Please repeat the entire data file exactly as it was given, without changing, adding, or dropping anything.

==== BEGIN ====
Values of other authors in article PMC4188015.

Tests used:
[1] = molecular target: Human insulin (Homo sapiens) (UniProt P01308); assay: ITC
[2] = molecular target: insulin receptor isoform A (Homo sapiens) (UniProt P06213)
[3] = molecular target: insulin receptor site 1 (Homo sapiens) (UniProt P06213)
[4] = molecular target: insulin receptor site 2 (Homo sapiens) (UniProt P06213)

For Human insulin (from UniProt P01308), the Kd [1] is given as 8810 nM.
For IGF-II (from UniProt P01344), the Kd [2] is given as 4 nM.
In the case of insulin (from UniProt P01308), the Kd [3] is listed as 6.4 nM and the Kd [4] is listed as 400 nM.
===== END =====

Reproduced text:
Values of other authors in article PMC4188015.

Tests used:
[1] = molecular target: Human insulin (Homo sapiens) (UniProt P01308); assay: ITC
[2] = molecular target: insulin receptor isoform A (Homo sapiens) (UniProt P06213)
[3] = molecular target: insulin receptor site 1 (Homo sapiens) (UniProt P06213)
[4] = molecular target: insulin receptor site 2 (Homo sapiens) (UniProt P06213)

For Human insulin (from UniProt P01308), the Kd [1] is given as 8810 nM.
For IGF-II (from UniProt P01344), the Kd [2] is given as 4 nM.
In the case of insulin (from UniProt P01308), the Kd [3] is listed as 6.4 nM and the Kd [4] is listed as 400 nM.